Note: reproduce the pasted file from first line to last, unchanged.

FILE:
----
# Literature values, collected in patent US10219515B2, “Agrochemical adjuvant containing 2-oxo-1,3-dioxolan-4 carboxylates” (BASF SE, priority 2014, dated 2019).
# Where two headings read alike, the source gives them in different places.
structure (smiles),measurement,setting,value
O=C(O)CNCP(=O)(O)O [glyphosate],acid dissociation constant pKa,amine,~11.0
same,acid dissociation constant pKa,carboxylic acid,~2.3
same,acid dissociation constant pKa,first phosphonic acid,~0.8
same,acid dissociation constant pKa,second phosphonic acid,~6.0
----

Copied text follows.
# Literature values, collected in patent US10219515B2, “Agrochemical adjuvant containing 2-oxo-1,3-dioxolan-4 carboxylates” (BASF SE, priority 2014, dated 2019).
# Where two headings read alike, the source gives them in different places.
structure (smiles),measurement,setting,value
O=C(O)CNCP(=O)(O)O [glyphosate],acid dissociation constant pKa,amine,~11.0
same,acid dissociation constant pKa,carboxylic acid,~2.3
same,acid dissociation constant pKa,first phosphonic acid,~0.8
same,acid dissociation constant pKa,second phosphonic acid,~6.0